Xi’an and the Terracotta Warriors

Xi’an was a late add on to our journey and really only made the cut due to a couple of factors. We initially planned on visiting the country of Laos when mapping out our trip, but due to the time it was going to take to travel to and from there we decided to forgo it. You can’t do it all! These extra seven to ten days gave us some more flexibility and allowed us to add on a day in cities we already knew we wanted to visit along with finding new places we hadn’t spent much time researching before we left home. The city of Xi’an is home to the Terracotta Warriors, a truly impressive piece of Chinese history due to their age and how recently they were discovered. With our newfound time, we bought a train ticket to Xi’an, a flight from Xi’an to Seoul instead of from Beijing as first planned, and off we went.

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Exploring the Wonders of Beijing

Just as we were finally getting the hang of getting around Shanghai, it was time to depart for Beijing. We took the bullet train and it was fantastic. The train got up over 300 km/hr, the seats were comfortable and just a lot less hassle than going to an airport. Before we knew it we had arrived and dropped off our stuff at our hotel. We really came to love this hotel that was well priced, had a hostel feel, and a great coffee bar for breakfasts. Around Beijing there are different streets and neighborhoods that are referred to as hutongs. It was kind of a mystery to us what comprised a hutong and what didn’t. Sometimes it seemed to be if it was an old neighborhood that still had the same architecture from hundreds of years ago, other times it was because it was a busy shopping and restaurant district.

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The Great Wall of China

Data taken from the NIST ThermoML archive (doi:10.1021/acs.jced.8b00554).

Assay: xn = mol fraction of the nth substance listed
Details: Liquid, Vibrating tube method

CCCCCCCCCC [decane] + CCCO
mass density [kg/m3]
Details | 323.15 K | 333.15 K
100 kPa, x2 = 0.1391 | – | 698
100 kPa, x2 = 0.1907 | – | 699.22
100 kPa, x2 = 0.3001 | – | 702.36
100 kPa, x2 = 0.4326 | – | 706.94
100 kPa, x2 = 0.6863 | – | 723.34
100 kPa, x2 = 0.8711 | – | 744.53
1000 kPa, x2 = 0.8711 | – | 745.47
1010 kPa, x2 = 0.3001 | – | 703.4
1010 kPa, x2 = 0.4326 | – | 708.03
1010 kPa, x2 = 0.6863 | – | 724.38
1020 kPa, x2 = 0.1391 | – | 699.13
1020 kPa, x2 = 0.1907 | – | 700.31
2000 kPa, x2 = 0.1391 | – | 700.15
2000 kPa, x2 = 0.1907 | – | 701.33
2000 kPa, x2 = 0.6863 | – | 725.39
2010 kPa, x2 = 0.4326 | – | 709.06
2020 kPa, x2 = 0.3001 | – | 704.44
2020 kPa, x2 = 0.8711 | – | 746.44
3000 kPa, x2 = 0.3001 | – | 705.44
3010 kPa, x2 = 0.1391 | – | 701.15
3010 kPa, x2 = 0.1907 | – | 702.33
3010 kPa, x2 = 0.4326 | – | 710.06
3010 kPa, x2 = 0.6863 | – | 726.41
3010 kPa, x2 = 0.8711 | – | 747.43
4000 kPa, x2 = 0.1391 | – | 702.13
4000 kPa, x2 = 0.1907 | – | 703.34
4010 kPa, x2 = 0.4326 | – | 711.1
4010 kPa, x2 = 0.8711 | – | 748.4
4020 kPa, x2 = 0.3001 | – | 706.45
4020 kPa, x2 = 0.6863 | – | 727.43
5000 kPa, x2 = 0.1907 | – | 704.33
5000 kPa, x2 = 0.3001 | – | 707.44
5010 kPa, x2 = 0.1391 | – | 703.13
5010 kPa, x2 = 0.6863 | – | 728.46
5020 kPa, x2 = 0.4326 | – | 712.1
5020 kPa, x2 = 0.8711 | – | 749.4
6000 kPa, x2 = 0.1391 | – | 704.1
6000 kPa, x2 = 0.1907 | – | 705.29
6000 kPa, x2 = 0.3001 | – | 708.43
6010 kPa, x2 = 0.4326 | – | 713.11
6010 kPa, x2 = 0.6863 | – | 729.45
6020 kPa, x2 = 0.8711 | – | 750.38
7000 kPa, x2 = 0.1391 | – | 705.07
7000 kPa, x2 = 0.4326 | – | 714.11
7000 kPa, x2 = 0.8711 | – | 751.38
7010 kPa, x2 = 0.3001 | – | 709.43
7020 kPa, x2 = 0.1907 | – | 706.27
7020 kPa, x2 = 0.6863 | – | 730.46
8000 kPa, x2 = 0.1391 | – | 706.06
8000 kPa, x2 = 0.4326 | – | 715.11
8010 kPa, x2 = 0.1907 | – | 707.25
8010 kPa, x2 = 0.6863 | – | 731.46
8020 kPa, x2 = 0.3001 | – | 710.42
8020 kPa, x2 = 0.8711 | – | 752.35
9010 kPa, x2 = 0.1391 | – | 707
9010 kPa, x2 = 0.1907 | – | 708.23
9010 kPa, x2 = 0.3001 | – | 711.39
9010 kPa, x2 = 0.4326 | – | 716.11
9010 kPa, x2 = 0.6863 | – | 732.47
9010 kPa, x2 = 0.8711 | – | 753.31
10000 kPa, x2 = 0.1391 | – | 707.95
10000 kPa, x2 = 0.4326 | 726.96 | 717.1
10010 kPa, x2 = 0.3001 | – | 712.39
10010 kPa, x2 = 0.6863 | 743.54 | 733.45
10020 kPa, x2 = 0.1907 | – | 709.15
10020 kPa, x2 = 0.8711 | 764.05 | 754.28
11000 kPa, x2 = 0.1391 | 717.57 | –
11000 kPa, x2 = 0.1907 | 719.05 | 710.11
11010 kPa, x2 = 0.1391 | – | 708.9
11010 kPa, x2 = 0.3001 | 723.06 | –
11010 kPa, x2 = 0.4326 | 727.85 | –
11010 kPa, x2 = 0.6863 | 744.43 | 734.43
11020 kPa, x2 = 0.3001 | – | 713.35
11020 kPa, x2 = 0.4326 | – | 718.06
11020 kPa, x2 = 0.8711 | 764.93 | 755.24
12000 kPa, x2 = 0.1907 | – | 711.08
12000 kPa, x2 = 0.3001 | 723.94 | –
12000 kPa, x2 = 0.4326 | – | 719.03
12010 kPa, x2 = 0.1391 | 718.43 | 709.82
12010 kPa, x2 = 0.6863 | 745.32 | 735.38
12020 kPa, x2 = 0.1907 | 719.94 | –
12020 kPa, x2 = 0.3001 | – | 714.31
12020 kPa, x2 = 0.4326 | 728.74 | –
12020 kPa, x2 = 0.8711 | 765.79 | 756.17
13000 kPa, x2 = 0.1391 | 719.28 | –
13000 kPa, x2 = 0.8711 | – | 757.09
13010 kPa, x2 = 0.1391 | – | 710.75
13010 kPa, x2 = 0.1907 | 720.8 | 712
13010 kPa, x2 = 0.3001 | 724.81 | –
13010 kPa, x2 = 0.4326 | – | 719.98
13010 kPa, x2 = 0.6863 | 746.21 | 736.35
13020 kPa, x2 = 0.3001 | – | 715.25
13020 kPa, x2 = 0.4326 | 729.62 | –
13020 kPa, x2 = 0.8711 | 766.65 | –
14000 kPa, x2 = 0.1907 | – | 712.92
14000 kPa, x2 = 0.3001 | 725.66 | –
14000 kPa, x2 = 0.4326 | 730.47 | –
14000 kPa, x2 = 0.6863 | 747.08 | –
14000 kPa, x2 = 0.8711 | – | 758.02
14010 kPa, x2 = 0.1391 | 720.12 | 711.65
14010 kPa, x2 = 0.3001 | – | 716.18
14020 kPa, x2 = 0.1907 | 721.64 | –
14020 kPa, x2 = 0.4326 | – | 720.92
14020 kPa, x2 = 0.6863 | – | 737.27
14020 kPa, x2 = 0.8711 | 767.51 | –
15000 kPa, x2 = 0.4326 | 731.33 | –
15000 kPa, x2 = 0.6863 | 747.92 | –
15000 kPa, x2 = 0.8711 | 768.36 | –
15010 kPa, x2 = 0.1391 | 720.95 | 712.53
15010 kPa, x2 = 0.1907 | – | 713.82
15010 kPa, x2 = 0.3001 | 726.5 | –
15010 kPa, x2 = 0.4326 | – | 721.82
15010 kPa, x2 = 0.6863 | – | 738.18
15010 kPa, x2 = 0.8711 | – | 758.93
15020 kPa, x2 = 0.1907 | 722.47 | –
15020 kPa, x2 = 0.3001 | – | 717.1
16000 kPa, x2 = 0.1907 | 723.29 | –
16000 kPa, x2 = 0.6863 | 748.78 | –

Visiting the Great Wall of China was one of the highlights from our entire trip. While, we have a full Beijing post coming up, we took so many photos of the wall we wanted to share them in a separate post as well. We visited the Jinshanling portion of the wall which is a bit more off the beaten path than some of the other parts of the wall tourists typically visit. But, we wanted to be sure that our visit wouldn’t be overcrowded with people so we could really take our time exploring as well as get some photos of the wall’s stark beauty.

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Shanghai and Hangzhou

Even after traveling throughout Asia for three months, neither Jeremy or I were prepared for the culture shock we had once we arrived in China. First of all, we didn’t realize how much we’ve come to rely on Google (for mail, searches, maps, translating, etc) until we didn’t have access to it. A loss of Google combined with no Facebook, Instagram and Snapchat made us feel really isolated and far from home. In addition, the people of Shanghai weren’t the warmest or most welcoming and on our first day we only met one Chinese person that spoke English. The Internet in our Air BnB wasn’t strong enough to connect to our VPN which would have given us access to the rest of the world and we both had mini panic sessions about booking our next flights/buses, signing up for health insurance for our arrival home, and speaking with our friends and families. Luckily over the course of our time in China our views of the country and its people changed for the better as we traveled to different cities and had access to better wifi!

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